Jewish World Review Oct. 21, 1999 /11 Mar-Cheshvan, 5760
Where honor and responsibility
WHEN DANIEL JOHNSON, who is now 23, was transferring from Wake
Forest University to the University of North Carolina, he went to
Chapel Hill to find an apartment. When he called his parents in
Hickory, N.C. -- his father, Wallace, is the pastor of the First
Presbyterian Church; his mother, Sallie, teaches history at Hickory
High School -- they asked him if he had found one. He said yes, and
oh, by the way, I've joined the Navy. From his hospital bed in Walter
Reed Army Medical Center he says he has no regrets about that
After graduation, the commitment he made when he joined the Navy
ROTC at UNC took him to Newport, R.I., for six months at the
surface warfare officers school. On New Year's Eve, 1998, he
reported to his ship, the USS Blue Ridge, the flagship of the admiral
commanding the 7th Fleet. It was a good assignment for a young man
attracted to the Navy by a desire for travel: The 7th Fleet operates
from the international dateline to the east coast of Africa.
In his eighth month on board, on Aug. 23, he was the safety observer
at the aft mooring station as Korean tugs pulled the Blue Ridge into
position to leave the harbor at Pusan. A tug was reeling in the
messenger line, a rope about an inch and a half in diameter that is
attached to the hawser, the big rope -- about eight inches in diameter
-- that bears the weight in tugging and mooring. The tug was moving
away and reeling unusually fast. Too fast.
What happened next happened very fast. The leg of Seaman Steven
Wright, 21, from Pine Bluff, Ark., became tangled in a loop of the
messenger line which, under extreme tension from the tug, dragged
Wright across the deck and pulled his leg into a "chock,'' an oval
opening about a foot long and eight inches wide through which ropes
pass. The tremendous torque from the tug could have pulled Wright
through the chock, ripping him apart.
"This part is a little bit fuzzy to me,'' says Johnson about what he did.
"I tried to free him up.'' The official "summary of action''
recommending the Navy and Marine Corps Medal says:
"Immediately, without hesitation, and in the face of known risk to his
own life, Ensign Johnson ran to the assistance of the entrapped line
handler who was in imminent peril of losing the lower part of his leg.
... None of the other seven personnel on scene attempted any similar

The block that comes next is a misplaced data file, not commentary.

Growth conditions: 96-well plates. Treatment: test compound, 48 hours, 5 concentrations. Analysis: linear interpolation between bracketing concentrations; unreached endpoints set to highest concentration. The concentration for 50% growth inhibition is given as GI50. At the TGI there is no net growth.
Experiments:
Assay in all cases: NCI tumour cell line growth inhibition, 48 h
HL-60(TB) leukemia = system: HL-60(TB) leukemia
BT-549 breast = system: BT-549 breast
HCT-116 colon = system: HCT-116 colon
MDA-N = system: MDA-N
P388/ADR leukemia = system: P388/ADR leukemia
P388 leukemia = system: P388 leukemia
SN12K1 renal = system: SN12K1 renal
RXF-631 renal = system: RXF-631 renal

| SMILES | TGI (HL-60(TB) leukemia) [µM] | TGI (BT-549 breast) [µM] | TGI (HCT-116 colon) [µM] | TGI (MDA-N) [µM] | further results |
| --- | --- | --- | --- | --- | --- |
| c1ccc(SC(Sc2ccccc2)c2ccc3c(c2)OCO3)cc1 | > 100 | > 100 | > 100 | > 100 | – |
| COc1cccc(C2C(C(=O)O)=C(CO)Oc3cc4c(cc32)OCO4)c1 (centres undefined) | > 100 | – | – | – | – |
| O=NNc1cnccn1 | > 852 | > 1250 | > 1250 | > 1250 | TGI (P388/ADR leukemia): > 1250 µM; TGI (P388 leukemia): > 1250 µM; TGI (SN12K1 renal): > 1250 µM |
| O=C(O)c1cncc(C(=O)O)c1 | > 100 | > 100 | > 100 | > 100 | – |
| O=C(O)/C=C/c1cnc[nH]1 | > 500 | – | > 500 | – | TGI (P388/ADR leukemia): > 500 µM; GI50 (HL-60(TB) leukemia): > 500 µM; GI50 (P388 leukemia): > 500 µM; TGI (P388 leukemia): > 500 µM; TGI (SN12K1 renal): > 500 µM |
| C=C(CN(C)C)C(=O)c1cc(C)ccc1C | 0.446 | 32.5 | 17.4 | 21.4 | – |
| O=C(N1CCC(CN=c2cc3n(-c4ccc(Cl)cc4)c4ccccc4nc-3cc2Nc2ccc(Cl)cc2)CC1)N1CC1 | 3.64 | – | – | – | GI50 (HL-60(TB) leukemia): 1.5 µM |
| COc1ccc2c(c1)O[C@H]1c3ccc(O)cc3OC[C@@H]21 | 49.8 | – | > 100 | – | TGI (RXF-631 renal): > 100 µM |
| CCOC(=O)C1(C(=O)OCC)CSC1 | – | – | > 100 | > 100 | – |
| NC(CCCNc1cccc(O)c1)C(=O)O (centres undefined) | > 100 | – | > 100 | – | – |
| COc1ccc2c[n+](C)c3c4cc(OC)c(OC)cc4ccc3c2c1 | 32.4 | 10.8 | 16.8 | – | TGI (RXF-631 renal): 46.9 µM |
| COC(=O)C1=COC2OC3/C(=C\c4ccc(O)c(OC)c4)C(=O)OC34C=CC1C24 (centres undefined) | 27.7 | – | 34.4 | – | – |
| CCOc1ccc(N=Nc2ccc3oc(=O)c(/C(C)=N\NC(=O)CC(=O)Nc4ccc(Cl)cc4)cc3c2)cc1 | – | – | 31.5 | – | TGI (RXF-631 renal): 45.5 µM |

act or endangered themselves to such a degree to come to the
entangled Sailor's aid.''
Wright's life was saved because his leg was not. He was freed when
the rope severed his leg (and four fingers above the knuckles). But
before that happened, as Johnson struggled to help Wright, the
violently jerking line entangled both of Johnson's legs, dragged him to
the chock, and severed both limbs below the knee. He also lost a
Why did he act as he did? He says, matter-of-factly, that officers are
trained to be responsible for the well-being of their men, and besides,
that's the way his parents -- they are at his bedside this day, having
made the seven-hour drive from Hickory for another stay with their
son -- raised him. He would rather talk about the prostheses that will
soon be fitted to the stumps of his legs.
"They say that if I want to I can run a marathon. The only thing that
will limit me is myself.'' He is thinking of going to medical school.
There is no recondite lesson to be learned from this episode. A good
young man from a good family and a good community did something
admirable. But in an age that thinks the phrase "good news'' is an
oxymoron, it is well to be reminded that the American population is
leavened by a lot of people like the slender, unprepossessing young
man propped up in bed on his elbows, unself-conscious about the
neatly bandaged stumps of his legs.
And it is well to be reminded that in routine training and routine
operations the men and women of the armed services are at risk, and
have chosen to be. And that the armed forces know a thing or two
about teaching honor and responsibility.
Johnson thinks there is more of him leaving the Navy than entered it.
"I developed a lot of self-confidence when I was doing my job. It's
been a great experience. No
Comment on JWR contributor George Will's column by clicking here.
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©1999, Washington Post Writer's Group